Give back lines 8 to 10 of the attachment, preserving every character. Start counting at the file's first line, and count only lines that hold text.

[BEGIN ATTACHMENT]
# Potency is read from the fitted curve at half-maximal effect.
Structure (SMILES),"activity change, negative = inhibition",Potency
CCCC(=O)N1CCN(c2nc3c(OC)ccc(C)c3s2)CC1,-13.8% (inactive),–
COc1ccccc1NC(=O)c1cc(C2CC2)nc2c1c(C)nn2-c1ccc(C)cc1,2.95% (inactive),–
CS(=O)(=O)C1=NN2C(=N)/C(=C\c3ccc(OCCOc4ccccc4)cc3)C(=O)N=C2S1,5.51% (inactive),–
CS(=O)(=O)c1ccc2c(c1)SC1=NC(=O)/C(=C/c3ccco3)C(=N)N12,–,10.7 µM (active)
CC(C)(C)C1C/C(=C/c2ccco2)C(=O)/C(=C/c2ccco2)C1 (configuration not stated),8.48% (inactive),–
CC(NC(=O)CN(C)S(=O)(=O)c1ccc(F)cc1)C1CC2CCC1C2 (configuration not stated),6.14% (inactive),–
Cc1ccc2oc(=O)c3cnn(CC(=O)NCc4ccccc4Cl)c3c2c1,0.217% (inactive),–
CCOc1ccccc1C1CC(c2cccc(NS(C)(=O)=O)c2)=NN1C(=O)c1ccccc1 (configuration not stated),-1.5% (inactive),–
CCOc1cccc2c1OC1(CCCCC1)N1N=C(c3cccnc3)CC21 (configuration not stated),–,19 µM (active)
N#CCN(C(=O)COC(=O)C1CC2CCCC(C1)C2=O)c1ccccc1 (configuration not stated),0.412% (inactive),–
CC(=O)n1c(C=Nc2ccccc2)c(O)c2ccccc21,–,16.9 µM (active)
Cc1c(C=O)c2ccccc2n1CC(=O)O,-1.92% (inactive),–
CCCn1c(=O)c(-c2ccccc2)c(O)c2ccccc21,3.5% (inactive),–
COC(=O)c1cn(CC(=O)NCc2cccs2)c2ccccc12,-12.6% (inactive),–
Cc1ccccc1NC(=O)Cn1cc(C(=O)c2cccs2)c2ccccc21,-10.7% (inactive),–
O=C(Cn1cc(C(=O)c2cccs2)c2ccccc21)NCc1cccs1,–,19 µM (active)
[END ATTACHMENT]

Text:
CC(NC(=O)CN(C)S(=O)(=O)c1ccc(F)cc1)C1CC2CCC1C2 (configuration not stated),6.14% (inactive),–
Cc1ccc2oc(=O)c3cnn(CC(=O)NCc4ccccc4Cl)c3c2c1,0.217% (inactive),–
CCOc1ccccc1C1CC(c2cccc(NS(C)(=O)=O)c2)=NN1C(=O)c1ccccc1 (configuration not stated),-1.5% (inactive),–